The shooting deaths of two American soldiers in Kabul by an Afghan colleague are under investigation, with Afghan officials are saying it was an accident. NBC's Atia Abawi reports.
Updated at 11:25 a.m. ET: KANDAHAR, Afghanistan -- Afghan President Hamid Karzai accused the Taliban on Monday of beheading 17 villagers, including two women, in volatile Helmand province, in a gruesome attack recalling the dark days of the hardline group's rule before their 2001 ouster.
He ordered a full investigation into the "mass killing," which a local official said was punishment to revelers attending a party with music and mixed-sex dancing.
"This attack shows that there are irresponsible members among the Taliban," Karzai said in a statement.
In a separate incident, a rogue Afghan soldier killed two American troops in eastern Laghman, the NATO-led coalition said; 10 Afghan army soldiers were also killed in an attack on a checkpoint in Helmand, the Afghan government said.
The Taliban denied they had taken part in the beheadings, which Karzai's office said took place in Kajaki district in the southern province.
"The victims were killed for throwing a late night dancing and music party when the Taliban attacked," Nimatullah, governor for neighboring Musa Qala district, told Reuters.
NBC's Richard Engel discusses the troop "surge" in Afghanistan -- something touted as a success by the military but questioned by many Afghans and also some in the U.S. who worry the troops will leave in 2014 with Afghanistan as a failed state.
The beheaded bodies were found in a house near the Musa Qala district, about 46 miles north of the provincial capital Lashkar Gah, said Nimatullah, who only goes by one name.
The attack involving gunfire happened Sunday in a Taliban-controlled area of the province, the Interior Ministry told The Associated Press.
In ultra-conservative Afghanistan, men and women do not usually mingle unless they are related, and parties involving both genders together are rare and highly secretive affairs.
For the Taliban, flirting, open displays of affection and the mixing of men and women are vehemently condemned.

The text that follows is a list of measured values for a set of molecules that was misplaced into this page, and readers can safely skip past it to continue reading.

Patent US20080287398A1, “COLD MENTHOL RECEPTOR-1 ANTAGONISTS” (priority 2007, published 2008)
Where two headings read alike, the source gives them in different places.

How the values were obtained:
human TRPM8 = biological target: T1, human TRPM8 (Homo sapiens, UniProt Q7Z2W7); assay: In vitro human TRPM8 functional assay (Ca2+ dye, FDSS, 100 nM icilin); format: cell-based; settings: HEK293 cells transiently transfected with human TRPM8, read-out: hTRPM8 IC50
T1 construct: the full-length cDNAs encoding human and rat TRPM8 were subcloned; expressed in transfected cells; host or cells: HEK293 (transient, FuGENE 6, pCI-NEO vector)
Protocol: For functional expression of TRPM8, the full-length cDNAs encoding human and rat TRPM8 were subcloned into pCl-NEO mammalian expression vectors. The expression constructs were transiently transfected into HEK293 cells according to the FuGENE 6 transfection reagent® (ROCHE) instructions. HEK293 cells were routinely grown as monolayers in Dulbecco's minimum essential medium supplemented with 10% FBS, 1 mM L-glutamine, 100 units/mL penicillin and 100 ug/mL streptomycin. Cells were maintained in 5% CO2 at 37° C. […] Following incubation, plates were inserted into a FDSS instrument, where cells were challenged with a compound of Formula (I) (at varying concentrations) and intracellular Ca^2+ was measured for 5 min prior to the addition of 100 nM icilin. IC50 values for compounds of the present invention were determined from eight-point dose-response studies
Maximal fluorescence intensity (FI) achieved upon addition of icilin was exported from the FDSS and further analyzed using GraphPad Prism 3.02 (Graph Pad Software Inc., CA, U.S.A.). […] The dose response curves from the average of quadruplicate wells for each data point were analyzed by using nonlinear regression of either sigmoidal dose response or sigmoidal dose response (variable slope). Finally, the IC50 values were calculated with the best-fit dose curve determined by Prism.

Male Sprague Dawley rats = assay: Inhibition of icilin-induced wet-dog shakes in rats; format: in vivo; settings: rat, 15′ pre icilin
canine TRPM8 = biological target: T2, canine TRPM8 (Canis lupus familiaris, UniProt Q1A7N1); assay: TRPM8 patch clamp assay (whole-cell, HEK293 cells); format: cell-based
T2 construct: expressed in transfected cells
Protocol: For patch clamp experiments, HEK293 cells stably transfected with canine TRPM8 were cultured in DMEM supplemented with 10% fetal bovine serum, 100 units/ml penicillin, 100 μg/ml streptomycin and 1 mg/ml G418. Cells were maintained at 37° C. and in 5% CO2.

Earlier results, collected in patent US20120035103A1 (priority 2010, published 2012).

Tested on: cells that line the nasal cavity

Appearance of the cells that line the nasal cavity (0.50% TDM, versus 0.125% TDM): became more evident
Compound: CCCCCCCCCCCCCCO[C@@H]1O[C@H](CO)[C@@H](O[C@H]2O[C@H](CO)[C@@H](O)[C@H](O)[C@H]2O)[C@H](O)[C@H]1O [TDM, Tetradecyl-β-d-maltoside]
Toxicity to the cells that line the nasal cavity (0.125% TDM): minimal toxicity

According to witnesses of a major attack that killed 20 near Kabul in June, Taliban gunmen stormed a high-end hotel demanding to know where the "prostitutes and pimps" were.
During their five-year reign, which was toppled by U.S.-backed Afghan forces in 2001, sparking the present NATO-led war, the Taliban banned women from voting, holding most jobs and leaving their home unaccompanied by their husband or a male relative.
Though those rights have been painstakingly regained, Afghanistan remains one of the worst places on earth to be a woman.
American soldiers shot
The two U.S. troops killed in east Afghanistan on Monday were the latest in a series of insider killings that have strained trust between the allies ahead of a 2014 pullout by foreign combat troops.
The deaths in Laghman province brought to 12 the number of foreign soldiers killed this month, prompting NATO to increase security against insider attacks, including requiring soldiers to carry loaded weapons at all times on base.
General Martin Dempsey was not on board at the time of the rocket attack, but the damage forced him to use another plane for Tuesday's flight to Iraq. NBC's Brian Williams reports.
The deaths also come a week after U.S. Joint Chiefs of Staff chairman Martin Dempsey visited Kabul to talk about rogue shootings and urge Afghan officials to take tougher preventative action.
"ISAF troops returned fire, killing the ANA (Afghan National Army) soldier who committed the attack,'' the NATO-led International Security Assistance Force said in a statement.
There have been 33 insider attacks so far this year that have led to 42 coalition deaths. That is a sharp increase from 2011, when, during the whole year, 35 coalition troops were killed in such attacks, 24 of whom were American.
Afghan soldiers killed
On Sunday, insurgents killed 10 Afghan soldiers and wounded four in an attack on a checkpoint in volatile southern Helmand province, provincial officials said.
MSNBC's Thomas Roberts talks to NBC's Atia Abawi and NBC Military Analyst General Barry McCaffery about the new military offensive against insurgents in Afghanistan.
Ahmadi, the provincial government spokesman, said insurgents attacked the checkpoint in Washir district Sunday evening.
Ahmadi did not provide details of the attack. He added that that the five missing soldiers left with their assailants but it was unclear if they were kidnapped or went voluntarily.
NBC News' Atia Abawi, and Reuters and The Associated Press contributed to this report.
More world stories from NBC News:
- Botched restoration turns Spanish church into tourist attraction
- Afghan sources: Top Haqqani commander killed
- Bulldozer wrecks Sufi mosque and graves in Libya sectarian attack
- Dozens killed, hurt in Venezuela oil refinery explosion
- Syria VP Al-Sharaa appears in public, ending defection rumor